- Financially, it makes more sense to sell the home than to keep it. Aging comes with a price and not just metaphorically. Doctor’s bills, insurance premiums, residential housing costs, all of these and more can add up to quite a hefty bill. And with most housing markets seeing instability all across the country, moving out may be best determined by how much equity that’s built up over the years. If the house isn’t being passed on to other family members, a smart move may be to put up the “for sale” sign in the front yard and bank those savings for the coming years.
Aging isn’t a one-size-fits-all process, and it’s important to determine the level of care mom will need. Understanding the adult living options and levels of care are vital to this process. Here are a few options to consider:
To learn more about the levels of care The Williams Home, Inc. has to offer in Lynchburg, Virginia, click here.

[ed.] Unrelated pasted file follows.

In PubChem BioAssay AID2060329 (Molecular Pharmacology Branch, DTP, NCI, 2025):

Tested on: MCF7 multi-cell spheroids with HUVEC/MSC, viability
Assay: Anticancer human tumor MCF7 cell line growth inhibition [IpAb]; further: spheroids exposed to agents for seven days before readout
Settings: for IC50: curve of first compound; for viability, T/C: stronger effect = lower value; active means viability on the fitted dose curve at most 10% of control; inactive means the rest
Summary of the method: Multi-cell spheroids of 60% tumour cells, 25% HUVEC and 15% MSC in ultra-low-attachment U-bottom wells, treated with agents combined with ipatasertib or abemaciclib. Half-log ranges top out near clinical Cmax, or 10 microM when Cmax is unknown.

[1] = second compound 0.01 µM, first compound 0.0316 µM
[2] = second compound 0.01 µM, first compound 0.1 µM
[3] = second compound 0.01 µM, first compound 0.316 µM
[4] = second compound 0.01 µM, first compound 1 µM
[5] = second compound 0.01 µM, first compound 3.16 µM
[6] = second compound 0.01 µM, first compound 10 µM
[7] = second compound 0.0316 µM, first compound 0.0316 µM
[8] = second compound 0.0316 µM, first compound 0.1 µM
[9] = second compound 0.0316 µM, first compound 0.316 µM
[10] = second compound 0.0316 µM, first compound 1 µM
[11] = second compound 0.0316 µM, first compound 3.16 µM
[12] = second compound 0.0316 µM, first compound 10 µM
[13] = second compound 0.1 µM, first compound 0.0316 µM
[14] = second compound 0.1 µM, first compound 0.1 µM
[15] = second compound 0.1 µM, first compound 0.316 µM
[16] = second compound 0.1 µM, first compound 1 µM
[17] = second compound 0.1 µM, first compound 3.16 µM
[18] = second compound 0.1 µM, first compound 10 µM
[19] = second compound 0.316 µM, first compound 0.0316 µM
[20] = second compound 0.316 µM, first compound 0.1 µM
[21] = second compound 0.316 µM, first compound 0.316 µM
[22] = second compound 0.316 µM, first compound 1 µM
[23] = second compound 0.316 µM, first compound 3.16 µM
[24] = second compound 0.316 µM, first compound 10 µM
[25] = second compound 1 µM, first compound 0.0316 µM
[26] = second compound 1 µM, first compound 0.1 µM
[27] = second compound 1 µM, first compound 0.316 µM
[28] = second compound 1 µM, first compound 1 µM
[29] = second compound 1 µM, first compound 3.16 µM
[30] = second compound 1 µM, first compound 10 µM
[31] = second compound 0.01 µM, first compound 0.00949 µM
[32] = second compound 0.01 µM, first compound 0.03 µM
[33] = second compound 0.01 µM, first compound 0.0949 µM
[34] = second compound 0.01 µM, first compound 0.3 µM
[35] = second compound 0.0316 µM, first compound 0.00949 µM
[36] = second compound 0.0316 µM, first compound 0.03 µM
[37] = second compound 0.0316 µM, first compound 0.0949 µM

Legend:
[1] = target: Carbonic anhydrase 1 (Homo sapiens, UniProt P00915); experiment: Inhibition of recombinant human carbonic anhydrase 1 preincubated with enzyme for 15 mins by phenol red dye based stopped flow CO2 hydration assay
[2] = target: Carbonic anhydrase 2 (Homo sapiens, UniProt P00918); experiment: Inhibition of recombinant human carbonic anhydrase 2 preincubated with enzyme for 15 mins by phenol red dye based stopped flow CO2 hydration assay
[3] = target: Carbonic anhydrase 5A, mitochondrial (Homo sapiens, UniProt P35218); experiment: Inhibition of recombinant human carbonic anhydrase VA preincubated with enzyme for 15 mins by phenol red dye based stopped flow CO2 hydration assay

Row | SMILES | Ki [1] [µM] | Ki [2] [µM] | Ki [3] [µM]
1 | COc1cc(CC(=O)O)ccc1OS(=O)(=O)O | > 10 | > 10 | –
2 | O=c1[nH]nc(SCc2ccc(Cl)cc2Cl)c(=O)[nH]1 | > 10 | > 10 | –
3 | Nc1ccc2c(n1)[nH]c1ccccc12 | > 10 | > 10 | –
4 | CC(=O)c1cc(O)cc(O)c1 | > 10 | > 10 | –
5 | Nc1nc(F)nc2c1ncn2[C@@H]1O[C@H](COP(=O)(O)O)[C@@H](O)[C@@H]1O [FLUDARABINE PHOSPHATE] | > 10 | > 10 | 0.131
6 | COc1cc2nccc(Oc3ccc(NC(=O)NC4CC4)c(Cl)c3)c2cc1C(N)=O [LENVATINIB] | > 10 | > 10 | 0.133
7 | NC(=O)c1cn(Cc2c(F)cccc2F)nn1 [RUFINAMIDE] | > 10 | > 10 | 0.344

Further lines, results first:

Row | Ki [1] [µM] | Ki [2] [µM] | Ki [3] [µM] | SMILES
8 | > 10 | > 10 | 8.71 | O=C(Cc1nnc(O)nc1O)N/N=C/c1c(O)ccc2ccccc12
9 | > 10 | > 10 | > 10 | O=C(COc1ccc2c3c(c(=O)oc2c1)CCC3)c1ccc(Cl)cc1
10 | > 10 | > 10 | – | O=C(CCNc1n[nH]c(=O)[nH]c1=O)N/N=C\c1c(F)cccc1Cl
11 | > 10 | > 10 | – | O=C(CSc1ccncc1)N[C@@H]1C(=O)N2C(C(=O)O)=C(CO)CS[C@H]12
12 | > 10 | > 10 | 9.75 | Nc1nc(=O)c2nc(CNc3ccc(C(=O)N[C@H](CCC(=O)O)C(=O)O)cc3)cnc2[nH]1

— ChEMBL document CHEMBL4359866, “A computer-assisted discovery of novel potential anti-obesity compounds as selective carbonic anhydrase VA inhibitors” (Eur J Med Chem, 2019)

As with any major life change, the first step of planning is to do your research. Here are a few things you’ll need to consider throughout the process.
- Bring mom into the process. This may be a no-brainer, but it can be a step that’s easily overlooked by adult children. Let mom have a seat at the table and share her thoughts and concerns. After all, she’ll be the one actually making the move.
- Determine your budget. Figuring out your budget is a crucial first step. Knowing what you’re able to afford before searching for your mom’s new home will help you avoid getting attached to a place only to realize it’s well beyond your budget. Be realistic and honest with yourself as this will need to be sustainable for an undetermined amount of time.